The Nordic Council of Ministers' office in St Petersburg listed as foreign agent

On 20 January, the Russian Ministry of Justice decided to include the Nordic Council of Ministers’ office in St Petersburg on the list of NGOs considered as fo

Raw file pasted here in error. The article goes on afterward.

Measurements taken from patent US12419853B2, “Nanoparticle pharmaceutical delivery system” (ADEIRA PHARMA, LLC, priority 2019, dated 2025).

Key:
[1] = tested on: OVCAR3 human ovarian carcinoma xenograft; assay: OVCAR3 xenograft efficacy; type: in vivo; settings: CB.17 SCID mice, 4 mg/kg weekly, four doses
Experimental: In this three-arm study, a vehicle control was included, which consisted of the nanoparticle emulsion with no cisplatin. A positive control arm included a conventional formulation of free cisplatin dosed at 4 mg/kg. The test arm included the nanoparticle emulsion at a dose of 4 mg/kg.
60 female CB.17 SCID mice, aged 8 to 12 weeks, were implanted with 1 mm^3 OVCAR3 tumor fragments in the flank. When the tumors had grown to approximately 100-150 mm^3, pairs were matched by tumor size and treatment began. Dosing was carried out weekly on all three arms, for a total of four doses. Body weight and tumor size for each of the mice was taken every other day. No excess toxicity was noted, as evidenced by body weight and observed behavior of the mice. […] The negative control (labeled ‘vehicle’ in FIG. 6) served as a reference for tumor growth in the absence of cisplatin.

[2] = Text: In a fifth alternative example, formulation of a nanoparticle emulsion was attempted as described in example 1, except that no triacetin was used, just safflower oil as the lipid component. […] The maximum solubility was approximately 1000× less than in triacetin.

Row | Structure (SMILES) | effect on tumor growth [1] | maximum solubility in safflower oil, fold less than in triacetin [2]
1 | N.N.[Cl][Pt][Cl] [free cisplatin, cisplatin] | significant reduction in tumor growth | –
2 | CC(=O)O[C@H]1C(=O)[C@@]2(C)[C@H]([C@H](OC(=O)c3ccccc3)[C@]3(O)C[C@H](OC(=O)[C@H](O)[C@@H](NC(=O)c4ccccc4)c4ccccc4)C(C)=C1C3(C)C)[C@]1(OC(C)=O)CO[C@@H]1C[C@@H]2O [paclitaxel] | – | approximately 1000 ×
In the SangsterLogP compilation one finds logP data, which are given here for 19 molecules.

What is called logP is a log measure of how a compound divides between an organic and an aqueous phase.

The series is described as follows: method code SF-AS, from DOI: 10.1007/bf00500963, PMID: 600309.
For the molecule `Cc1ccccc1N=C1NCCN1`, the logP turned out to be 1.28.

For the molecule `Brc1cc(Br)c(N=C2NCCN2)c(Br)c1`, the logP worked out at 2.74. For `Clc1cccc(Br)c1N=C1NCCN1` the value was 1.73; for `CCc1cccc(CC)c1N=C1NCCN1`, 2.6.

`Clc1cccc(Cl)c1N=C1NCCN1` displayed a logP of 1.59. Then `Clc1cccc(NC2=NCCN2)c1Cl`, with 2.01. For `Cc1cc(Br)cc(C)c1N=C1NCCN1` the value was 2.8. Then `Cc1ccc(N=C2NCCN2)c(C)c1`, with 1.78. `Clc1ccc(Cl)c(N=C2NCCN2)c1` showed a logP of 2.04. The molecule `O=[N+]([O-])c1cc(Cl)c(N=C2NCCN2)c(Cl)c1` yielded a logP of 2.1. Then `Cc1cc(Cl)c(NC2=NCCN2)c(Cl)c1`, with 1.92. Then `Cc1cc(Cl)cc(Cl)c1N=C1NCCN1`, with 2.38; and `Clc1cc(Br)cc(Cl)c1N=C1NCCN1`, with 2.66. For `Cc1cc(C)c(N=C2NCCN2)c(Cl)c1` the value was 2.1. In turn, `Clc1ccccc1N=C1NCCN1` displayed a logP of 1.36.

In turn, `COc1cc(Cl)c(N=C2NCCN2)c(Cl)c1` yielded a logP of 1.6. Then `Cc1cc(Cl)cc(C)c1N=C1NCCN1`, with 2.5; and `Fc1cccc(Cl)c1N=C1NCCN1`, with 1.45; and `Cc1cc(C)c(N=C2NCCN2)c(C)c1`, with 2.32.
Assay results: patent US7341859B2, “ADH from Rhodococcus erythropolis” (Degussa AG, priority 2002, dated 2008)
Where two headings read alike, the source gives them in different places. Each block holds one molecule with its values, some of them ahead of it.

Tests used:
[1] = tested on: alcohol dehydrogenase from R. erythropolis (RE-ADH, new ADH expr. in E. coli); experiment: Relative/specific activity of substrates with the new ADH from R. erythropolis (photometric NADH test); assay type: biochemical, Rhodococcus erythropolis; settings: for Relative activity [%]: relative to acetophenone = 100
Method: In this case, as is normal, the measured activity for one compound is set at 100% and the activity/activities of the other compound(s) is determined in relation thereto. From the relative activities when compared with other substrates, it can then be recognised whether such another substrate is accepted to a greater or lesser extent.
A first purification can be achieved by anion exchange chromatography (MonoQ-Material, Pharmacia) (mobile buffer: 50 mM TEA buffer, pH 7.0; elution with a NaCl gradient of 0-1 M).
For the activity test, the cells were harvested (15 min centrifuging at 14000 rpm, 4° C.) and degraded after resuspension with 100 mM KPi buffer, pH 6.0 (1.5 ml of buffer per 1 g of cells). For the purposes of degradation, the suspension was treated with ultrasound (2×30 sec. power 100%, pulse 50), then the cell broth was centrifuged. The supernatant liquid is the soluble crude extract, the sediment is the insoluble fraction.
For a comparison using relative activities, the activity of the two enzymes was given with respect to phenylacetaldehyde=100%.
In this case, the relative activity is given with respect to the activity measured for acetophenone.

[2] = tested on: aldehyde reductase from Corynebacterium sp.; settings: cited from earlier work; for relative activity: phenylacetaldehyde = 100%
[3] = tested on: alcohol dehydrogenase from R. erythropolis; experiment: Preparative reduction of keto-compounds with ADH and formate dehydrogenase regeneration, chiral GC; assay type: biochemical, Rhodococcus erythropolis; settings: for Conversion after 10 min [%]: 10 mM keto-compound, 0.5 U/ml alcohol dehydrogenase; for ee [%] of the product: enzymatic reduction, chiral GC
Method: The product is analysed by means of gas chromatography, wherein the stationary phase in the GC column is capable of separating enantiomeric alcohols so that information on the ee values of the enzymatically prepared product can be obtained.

reign agents in Russia. The Nordic countries have appealed against this decision. The decision was preceded by a letter from the local prosecution authorities in St Petersburg in which the Council of Ministers’ activities were classified as political. On 12 January, the Council of Ministers’ office in St Petersburg received a letter from the local prosecution authorities requiring the office to be registered as a “foreign agent”  in Russia with immediate effect. On 20 January, the Russian Ministry of Justice decided to include the office on the list of NGOs considered as foreign agents in Russia.Under Russian law, NGOs engaged in political activities and receiving financing from abroad must register as foreign agents. NCM’s office in Russia has had the status of NGO, i.e. a voluntary organisation, since its inception in 1995. “The Nordic Council of Ministers regrets what has happened. We believe that both the prosecuting authority’s demands and the Ministry of Justice’s decision are unfounded. The Nordic Council of Ministers’ office has reported this to the prosecuting authority in a meeting today,” says Secretary General Dagfinn Høybråten. “During the 20 years we have had an office in St Petersburg, our partnership with both the local and central authorities has been open and close. Our operations there have, in all respects, been consistent with our agreement with the Russian Federation and Russian law.“The Nordic Council of Ministers has been in dialogue with the Russian Foreign Ministry in Moscow for some time with regard to the possibility of changing the St Petersburg office’s status in a way that could secure its activities going forwards. The process is now intensifying with the aim of reaching an acceptable solution,” says Høybråten. The Council of Ministers is currently investigating the impact of the Ministry of Justice’s decision on NCM’s activities in Northwest Russia.“It’s too early to say what this impact may be, but even in these circumstances, the office will follow Russian law,” Høybråten stresses. Denmark, which currently holds the presidency of the Nordic Council of Ministers, has also commented on the situation.